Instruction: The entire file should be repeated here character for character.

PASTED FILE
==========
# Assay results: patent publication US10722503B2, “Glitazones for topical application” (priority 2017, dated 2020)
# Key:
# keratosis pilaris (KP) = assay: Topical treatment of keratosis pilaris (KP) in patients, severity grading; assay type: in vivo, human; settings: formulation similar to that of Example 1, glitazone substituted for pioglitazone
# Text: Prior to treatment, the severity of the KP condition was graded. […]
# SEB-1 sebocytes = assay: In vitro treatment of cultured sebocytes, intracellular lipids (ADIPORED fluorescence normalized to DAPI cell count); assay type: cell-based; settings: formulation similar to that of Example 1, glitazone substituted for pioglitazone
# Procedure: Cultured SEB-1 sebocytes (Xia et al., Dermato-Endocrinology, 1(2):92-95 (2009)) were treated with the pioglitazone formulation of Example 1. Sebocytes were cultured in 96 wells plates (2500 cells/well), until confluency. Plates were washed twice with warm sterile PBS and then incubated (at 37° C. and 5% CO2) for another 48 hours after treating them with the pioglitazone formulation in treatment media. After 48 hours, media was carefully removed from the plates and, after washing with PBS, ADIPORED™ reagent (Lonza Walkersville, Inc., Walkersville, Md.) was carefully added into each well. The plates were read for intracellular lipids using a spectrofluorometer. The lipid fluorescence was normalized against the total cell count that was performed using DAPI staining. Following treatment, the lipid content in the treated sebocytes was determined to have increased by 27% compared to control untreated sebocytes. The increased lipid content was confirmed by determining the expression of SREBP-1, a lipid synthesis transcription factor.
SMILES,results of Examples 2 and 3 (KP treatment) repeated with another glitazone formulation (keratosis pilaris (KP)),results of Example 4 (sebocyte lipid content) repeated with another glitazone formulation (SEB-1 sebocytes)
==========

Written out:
# Assay results: patent publication US10722503B2, “Glitazones for topical application” (priority 2017, dated 2020)
# Key:
# keratosis pilaris (KP) = assay: Topical treatment of keratosis pilaris (KP) in patients, severity grading; assay type: in vivo, human; settings: formulation similar to that of Example 1, glitazone substituted for pioglitazone
# Text: Prior to treatment, the severity of the KP condition was graded. […]
# SEB-1 sebocytes = assay: In vitro treatment of cultured sebocytes, intracellular lipids (ADIPORED fluorescence normalized to DAPI cell count); assay type: cell-based; settings: formulation similar to that of Example 1, glitazone substituted for pioglitazone
# Procedure: Cultured SEB-1 sebocytes (Xia et al., Dermato-Endocrinology, 1(2):92-95 (2009)) were treated with the pioglitazone formulation of Example 1. Sebocytes were cultured in 96 wells plates (2500 cells/well), until confluency. Plates were washed twice with warm sterile PBS and then incubated (at 37° C. and 5% CO2) for another 48 hours after treating them with the pioglitazone formulation in treatment media. After 48 hours, media was carefully removed from the plates and, after washing with PBS, ADIPORED™ reagent (Lonza Walkersville, Inc., Walkersville, Md.) was carefully added into each well. The plates were read for intracellular lipids using a spectrofluorometer. The lipid fluorescence was normalized against the total cell count that was performed using DAPI staining. Following treatment, the lipid content in the treated sebocytes was determined to have increased by 27% compared to control untreated sebocytes. The increased lipid content was confirmed by determining the expression of SREBP-1, a lipid synthesis transcription factor.
SMILES,results of Examples 2 and 3 (KP treatment) repeated with another glitazone formulation (keratosis pilaris (KP)),results of Example 4 (sebocyte lipid content) repeated with another glitazone formulation (SEB-1 sebocytes)